To be published in early May by Maryland’s White Ewe Press, it will join that column in Books in Print which features, among others, Lincoln’s Favorite Poets and Lincoln’s Religion, and perhaps in time a few ardent Lincoln scholars will find themselves ordering it by mistake. If so, they will encounter this sentence in the title story: “Lincoln’s doctor’s dog’s mother was a bitch.”

Meanwhile, in a contemporary variation on the same idea, Berkley-Jove has scheduled for next summer a trade paperback whose time may not have come and gone by then, The Preppy Cat. If that makes you want to stone the author responsible, you might find yourself hounded—excuse me—by the ASPCA, because the book is being listed as by Leland Stanford Cat VIII. In addition, Holt, Rinehart is proposing to bring out The Joy of Stuffed Preppies in the early spring. Here again, the authors are hiding behind fictitious identities, publishing as Randall C. Douglas III and Eric Fowler. The title, for sure, is open to a number of interpretations, and they’re probably right to protect themselves.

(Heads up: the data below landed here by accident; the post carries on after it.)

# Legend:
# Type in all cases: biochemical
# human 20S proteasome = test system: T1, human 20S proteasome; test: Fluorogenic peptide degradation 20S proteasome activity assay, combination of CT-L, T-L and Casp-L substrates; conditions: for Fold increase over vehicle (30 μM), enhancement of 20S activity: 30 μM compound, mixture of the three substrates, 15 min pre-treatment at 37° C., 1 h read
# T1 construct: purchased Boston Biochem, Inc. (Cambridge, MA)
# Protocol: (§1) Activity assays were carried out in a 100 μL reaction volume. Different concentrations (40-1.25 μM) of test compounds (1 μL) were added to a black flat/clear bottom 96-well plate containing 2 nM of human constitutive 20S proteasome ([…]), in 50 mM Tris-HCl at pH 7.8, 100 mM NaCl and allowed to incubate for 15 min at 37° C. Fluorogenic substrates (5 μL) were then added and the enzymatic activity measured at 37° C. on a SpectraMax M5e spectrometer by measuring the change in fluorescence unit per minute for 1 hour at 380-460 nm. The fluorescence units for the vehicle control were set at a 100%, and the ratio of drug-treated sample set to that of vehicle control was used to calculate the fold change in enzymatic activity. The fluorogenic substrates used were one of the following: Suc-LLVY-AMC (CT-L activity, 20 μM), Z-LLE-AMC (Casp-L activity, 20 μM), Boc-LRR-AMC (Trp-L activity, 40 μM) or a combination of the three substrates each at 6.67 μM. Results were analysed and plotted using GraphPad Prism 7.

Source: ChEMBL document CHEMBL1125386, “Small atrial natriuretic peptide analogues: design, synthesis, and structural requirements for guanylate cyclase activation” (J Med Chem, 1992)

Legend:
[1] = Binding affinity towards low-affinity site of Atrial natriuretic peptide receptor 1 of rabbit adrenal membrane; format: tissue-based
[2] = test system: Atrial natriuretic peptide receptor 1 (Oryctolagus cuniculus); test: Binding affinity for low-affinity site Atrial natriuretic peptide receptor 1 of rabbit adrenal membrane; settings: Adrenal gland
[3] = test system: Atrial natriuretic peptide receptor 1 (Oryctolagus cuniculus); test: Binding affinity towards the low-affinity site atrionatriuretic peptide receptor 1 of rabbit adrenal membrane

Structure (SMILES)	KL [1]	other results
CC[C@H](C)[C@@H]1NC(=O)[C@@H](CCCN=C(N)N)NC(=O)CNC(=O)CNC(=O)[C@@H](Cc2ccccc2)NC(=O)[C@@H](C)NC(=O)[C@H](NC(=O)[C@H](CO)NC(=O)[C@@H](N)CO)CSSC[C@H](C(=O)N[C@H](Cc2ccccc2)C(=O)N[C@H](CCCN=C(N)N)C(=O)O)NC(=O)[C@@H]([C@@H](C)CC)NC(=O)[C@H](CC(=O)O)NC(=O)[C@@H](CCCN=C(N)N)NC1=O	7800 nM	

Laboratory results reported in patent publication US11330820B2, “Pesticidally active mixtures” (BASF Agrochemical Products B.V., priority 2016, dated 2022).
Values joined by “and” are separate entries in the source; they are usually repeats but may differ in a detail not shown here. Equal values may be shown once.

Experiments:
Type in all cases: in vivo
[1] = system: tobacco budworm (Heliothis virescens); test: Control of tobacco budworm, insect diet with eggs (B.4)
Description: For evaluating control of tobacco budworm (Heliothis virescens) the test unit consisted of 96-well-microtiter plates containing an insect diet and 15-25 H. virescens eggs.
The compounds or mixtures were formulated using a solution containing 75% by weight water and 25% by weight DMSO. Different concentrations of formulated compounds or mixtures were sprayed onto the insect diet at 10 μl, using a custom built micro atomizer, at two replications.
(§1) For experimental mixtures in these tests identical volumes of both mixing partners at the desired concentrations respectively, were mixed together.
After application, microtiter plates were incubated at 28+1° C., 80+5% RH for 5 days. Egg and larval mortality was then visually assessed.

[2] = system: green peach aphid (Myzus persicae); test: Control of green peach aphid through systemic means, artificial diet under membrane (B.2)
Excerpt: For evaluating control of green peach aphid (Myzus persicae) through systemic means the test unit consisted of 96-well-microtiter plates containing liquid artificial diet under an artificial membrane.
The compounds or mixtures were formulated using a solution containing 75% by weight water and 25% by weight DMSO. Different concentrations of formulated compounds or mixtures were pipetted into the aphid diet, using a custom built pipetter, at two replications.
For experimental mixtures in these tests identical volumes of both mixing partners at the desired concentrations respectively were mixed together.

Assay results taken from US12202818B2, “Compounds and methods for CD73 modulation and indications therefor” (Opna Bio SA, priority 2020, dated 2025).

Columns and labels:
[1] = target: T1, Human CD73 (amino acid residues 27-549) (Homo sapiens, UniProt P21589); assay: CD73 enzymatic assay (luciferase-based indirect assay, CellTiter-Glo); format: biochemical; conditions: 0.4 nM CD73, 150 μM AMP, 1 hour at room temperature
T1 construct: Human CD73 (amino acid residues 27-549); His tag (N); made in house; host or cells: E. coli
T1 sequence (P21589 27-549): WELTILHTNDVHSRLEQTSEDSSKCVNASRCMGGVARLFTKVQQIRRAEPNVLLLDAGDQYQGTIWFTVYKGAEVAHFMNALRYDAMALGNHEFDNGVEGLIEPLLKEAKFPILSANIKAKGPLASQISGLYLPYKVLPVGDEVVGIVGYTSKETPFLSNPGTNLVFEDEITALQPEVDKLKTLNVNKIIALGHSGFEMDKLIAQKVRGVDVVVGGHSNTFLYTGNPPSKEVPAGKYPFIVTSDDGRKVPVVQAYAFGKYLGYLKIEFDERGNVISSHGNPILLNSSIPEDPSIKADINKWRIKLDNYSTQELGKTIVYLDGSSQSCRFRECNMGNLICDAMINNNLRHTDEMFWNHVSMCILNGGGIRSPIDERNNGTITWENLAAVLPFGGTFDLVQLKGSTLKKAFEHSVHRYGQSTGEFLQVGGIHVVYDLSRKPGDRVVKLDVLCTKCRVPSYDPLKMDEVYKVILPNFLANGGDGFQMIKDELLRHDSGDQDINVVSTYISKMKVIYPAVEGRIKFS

New York Times Book Review Column

New York Times

January 16, 1983
Book Review
Page 22



An Anemic Send-Off

APRIL may be the cruelest month for poets and taxpayers, but for booksellers nothing approaches the cruelty of the first and second weeks after Christmas, when sales typically plummet by about 65 percent. Unit sales of hard-cover fiction during the last week of 1982 fell 71 percent compared with Christmas week, while sales of books on the hard-cover general list dropped 66 percent.